Measures to contain the pandemic largely considered appropriate

The overwhelming majority of respondents considered the measures taken to contain the pandemic to be adequate. 98% felt that quarantine in crisis areas was appropriate, and 97% each judged keeping a distance, the ban on events and the wearing of a face mask to be appropriate. On the other hand, 44% of those questioned considered the measure of leaving the house only in exceptional cases to be inappropriate – especially for people with pre-school age children (56%).

Detailed explanations (in German only) can be found in the handout and the presentation for the press conference on 4 May 2020. Information on the survey procedure is available on the websites for the COVID-19 prevalence study and the experimental SARS-CoV-2 antibody test study.

Information on methods, definitions: The COVID-19 prevalence study tested 1 432 persons aged 16 and over living in private households. The results are subject to a 95% confidence interval, i.e. with a probability of 95%, those infected with SARS-CoV-2 are at most 10 823 persons or 0.15% of the total population aged 16 and over living in private households.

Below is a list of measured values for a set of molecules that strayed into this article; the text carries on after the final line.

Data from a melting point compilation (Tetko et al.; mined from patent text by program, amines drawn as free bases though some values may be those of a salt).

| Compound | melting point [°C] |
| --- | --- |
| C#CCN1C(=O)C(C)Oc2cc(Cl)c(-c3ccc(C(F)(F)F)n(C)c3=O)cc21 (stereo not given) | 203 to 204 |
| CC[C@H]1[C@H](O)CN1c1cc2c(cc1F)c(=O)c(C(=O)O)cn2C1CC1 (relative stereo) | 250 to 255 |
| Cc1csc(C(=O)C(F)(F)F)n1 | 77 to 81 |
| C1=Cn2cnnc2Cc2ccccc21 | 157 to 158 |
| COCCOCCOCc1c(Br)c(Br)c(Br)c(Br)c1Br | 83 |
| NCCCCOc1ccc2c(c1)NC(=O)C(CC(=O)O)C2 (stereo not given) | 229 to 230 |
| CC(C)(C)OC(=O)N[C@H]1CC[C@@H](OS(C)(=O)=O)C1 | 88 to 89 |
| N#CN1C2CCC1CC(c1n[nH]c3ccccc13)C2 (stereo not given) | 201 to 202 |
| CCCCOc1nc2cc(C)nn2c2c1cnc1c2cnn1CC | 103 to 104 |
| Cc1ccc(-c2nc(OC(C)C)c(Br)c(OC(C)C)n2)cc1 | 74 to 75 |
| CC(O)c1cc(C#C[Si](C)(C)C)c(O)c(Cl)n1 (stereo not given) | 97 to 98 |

In the experimental study on SARS-CoV-2 antibody tests, 269 persons aged 16 and over were tested in 27 risk communities in private households. The results are also subject to a 95% confidence interval, i.e. with a probability of 95%, the number of persons with SARS-CoV-2 antibodies amounts between a minimum value of 543 persons or 1.36% and a maximum value of 3 189 persons or 7.97% of the total population aged 16 and over in private households.

For further inquiries please contact Directorate Social Statistics, Statistics Austria:  
Matea PASKVAN, Tel.: +43 (1) 711 28-7326; E-Mail:

Media owner, producer and publisher: 
STATISTICS AUSTRIA, Federal Institution under Public Law 
1110 Vienna, Austria, Guglgasse 13, Tel.: +43 (1) 71128-7777